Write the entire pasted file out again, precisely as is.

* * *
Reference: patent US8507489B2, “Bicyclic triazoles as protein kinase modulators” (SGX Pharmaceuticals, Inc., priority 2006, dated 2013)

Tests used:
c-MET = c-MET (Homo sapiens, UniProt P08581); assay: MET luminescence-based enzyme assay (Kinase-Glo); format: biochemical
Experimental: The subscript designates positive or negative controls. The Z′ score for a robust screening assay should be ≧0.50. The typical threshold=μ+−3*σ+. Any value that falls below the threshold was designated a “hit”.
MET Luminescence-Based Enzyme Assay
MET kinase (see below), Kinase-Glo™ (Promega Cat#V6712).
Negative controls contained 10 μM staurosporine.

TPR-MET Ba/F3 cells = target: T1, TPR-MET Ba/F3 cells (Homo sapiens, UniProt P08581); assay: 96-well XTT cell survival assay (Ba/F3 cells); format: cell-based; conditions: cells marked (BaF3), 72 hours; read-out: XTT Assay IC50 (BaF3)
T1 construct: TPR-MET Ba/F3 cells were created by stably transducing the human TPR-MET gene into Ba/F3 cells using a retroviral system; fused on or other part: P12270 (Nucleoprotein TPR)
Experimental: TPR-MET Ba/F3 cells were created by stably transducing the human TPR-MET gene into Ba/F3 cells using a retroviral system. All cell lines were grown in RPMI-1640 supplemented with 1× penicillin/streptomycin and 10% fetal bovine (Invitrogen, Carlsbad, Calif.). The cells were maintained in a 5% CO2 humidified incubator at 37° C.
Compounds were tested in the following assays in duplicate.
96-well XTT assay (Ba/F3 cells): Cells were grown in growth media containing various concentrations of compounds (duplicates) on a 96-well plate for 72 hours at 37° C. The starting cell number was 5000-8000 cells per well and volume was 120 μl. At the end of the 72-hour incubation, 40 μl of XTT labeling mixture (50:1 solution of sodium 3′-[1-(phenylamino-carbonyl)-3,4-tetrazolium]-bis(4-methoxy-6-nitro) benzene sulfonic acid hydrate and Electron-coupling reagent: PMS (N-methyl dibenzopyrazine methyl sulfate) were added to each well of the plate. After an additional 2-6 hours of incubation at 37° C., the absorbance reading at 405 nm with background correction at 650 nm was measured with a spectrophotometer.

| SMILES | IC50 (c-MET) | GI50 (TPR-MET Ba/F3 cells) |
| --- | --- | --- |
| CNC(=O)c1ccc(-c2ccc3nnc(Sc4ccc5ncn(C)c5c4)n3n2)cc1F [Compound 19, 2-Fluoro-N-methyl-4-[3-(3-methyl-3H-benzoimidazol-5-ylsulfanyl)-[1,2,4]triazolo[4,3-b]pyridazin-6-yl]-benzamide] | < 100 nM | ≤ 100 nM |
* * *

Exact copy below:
Reference: patent US8507489B2, “Bicyclic triazoles as protein kinase modulators” (SGX Pharmaceuticals, Inc., priority 2006, dated 2013)

Tests used:
c-MET = c-MET (Homo sapiens, UniProt P08581); assay: MET luminescence-based enzyme assay (Kinase-Glo); format: biochemical
Experimental: The subscript designates positive or negative controls. The Z′ score for a robust screening assay should be ≧0.50. The typical threshold=μ+−3*σ+. Any value that falls below the threshold was designated a “hit”.
MET Luminescence-Based Enzyme Assay
MET kinase (see below), Kinase-Glo™ (Promega Cat#V6712).
Negative controls contained 10 μM staurosporine.

TPR-MET Ba/F3 cells = target: T1, TPR-MET Ba/F3 cells (Homo sapiens, UniProt P08581); assay: 96-well XTT cell survival assay (Ba/F3 cells); format: cell-based; conditions: cells marked (BaF3), 72 hours; read-out: XTT Assay IC50 (BaF3)
T1 construct: TPR-MET Ba/F3 cells were created by stably transducing the human TPR-MET gene into Ba/F3 cells using a retroviral system; fused on or other part: P12270 (Nucleoprotein TPR)
Experimental: TPR-MET Ba/F3 cells were created by stably transducing the human TPR-MET gene into Ba/F3 cells using a retroviral system. All cell lines were grown in RPMI-1640 supplemented with 1× penicillin/streptomycin and 10% fetal bovine (Invitrogen, Carlsbad, Calif.). The cells were maintained in a 5% CO2 humidified incubator at 37° C.
Compounds were tested in the following assays in duplicate.
96-well XTT assay (Ba/F3 cells): Cells were grown in growth media containing various concentrations of compounds (duplicates) on a 96-well plate for 72 hours at 37° C. The starting cell number was 5000-8000 cells per well and volume was 120 μl. At the end of the 72-hour incubation, 40 μl of XTT labeling mixture (50:1 solution of sodium 3′-[1-(phenylamino-carbonyl)-3,4-tetrazolium]-bis(4-methoxy-6-nitro) benzene sulfonic acid hydrate and Electron-coupling reagent: PMS (N-methyl dibenzopyrazine methyl sulfate) were added to each well of the plate. After an additional 2-6 hours of incubation at 37° C., the absorbance reading at 405 nm with background correction at 650 nm was measured with a spectrophotometer.

| SMILES | IC50 (c-MET) | GI50 (TPR-MET Ba/F3 cells) |
| --- | --- | --- |
| CNC(=O)c1ccc(-c2ccc3nnc(Sc4ccc5ncn(C)c5c4)n3n2)cc1F [Compound 19, 2-Fluoro-N-methyl-4-[3-(3-methyl-3H-benzoimidazol-5-ylsulfanyl)-[1,2,4]triazolo[4,3-b]pyridazin-6-yl]-benzamide] | < 100 nM | ≤ 100 nM |